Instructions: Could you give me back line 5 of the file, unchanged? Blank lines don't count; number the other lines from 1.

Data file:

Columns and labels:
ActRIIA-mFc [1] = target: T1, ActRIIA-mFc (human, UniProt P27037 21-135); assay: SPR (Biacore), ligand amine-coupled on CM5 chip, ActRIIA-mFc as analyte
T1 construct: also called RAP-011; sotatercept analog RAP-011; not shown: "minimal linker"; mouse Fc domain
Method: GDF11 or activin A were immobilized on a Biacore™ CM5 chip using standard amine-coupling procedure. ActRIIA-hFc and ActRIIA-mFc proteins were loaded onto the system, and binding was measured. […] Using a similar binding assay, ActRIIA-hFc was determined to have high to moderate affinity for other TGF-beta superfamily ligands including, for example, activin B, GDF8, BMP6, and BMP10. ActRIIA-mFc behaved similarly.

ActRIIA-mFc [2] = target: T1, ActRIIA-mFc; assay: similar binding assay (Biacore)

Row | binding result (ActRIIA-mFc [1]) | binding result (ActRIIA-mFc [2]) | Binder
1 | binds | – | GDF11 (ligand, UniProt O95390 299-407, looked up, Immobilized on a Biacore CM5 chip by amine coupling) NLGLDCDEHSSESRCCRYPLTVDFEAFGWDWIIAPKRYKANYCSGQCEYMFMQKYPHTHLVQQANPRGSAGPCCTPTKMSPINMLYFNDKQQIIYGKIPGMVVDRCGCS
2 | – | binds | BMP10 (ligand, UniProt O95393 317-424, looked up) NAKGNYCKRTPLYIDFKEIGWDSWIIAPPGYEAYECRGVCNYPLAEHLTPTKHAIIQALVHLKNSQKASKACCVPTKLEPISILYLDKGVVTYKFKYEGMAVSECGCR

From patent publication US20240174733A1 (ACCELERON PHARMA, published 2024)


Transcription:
ActRIIA-mFc [2] = target: T1, ActRIIA-mFc; assay: similar binding assay (Biacore)